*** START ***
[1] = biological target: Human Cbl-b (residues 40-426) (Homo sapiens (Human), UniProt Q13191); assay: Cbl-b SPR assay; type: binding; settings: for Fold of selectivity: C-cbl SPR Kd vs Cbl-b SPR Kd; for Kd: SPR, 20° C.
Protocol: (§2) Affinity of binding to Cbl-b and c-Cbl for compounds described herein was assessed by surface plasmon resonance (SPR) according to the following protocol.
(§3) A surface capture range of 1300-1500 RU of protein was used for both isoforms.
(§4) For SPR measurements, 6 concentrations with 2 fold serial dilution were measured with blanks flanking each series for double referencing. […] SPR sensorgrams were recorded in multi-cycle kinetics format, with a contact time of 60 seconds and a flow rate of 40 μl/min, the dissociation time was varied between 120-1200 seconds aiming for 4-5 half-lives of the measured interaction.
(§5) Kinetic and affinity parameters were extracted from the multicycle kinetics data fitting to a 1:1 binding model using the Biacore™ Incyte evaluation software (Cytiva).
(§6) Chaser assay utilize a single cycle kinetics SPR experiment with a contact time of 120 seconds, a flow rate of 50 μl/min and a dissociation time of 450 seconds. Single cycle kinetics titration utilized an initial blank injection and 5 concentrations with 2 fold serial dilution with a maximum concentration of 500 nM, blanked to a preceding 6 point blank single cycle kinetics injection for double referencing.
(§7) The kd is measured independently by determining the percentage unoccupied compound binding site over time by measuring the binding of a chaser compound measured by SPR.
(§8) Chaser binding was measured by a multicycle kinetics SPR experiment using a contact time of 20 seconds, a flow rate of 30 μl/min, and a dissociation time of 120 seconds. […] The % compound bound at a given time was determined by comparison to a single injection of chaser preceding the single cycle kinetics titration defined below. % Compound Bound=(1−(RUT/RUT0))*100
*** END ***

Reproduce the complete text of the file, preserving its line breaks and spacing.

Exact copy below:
[1] = biological target: Human Cbl-b (residues 40-426) (Homo sapiens (Human), UniProt Q13191); assay: Cbl-b SPR assay; type: binding; settings: for Fold of selectivity: C-cbl SPR Kd vs Cbl-b SPR Kd; for Kd: SPR, 20° C.
Protocol: (§2) Affinity of binding to Cbl-b and c-Cbl for compounds described herein was assessed by surface plasmon resonance (SPR) according to the following protocol.
(§3) A surface capture range of 1300-1500 RU of protein was used for both isoforms.
(§4) For SPR measurements, 6 concentrations with 2 fold serial dilution were measured with blanks flanking each series for double referencing. […] SPR sensorgrams were recorded in multi-cycle kinetics format, with a contact time of 60 seconds and a flow rate of 40 μl/min, the dissociation time was varied between 120-1200 seconds aiming for 4-5 half-lives of the measured interaction.
(§5) Kinetic and affinity parameters were extracted from the multicycle kinetics data fitting to a 1:1 binding model using the Biacore™ Incyte evaluation software (Cytiva).
(§6) Chaser assay utilize a single cycle kinetics SPR experiment with a contact time of 120 seconds, a flow rate of 50 μl/min and a dissociation time of 450 seconds. Single cycle kinetics titration utilized an initial blank injection and 5 concentrations with 2 fold serial dilution with a maximum concentration of 500 nM, blanked to a preceding 6 point blank single cycle kinetics injection for double referencing.
(§7) The kd is measured independently by determining the percentage unoccupied compound binding site over time by measuring the binding of a chaser compound measured by SPR.
(§8) Chaser binding was measured by a multicycle kinetics SPR experiment using a contact time of 20 seconds, a flow rate of 30 μl/min, and a dissociation time of 120 seconds. […] The % compound bound at a given time was determined by comparison to a single injection of chaser preceding the single cycle kinetics titration defined below. % Compound Bound=(1−(RUT/RUT0))*100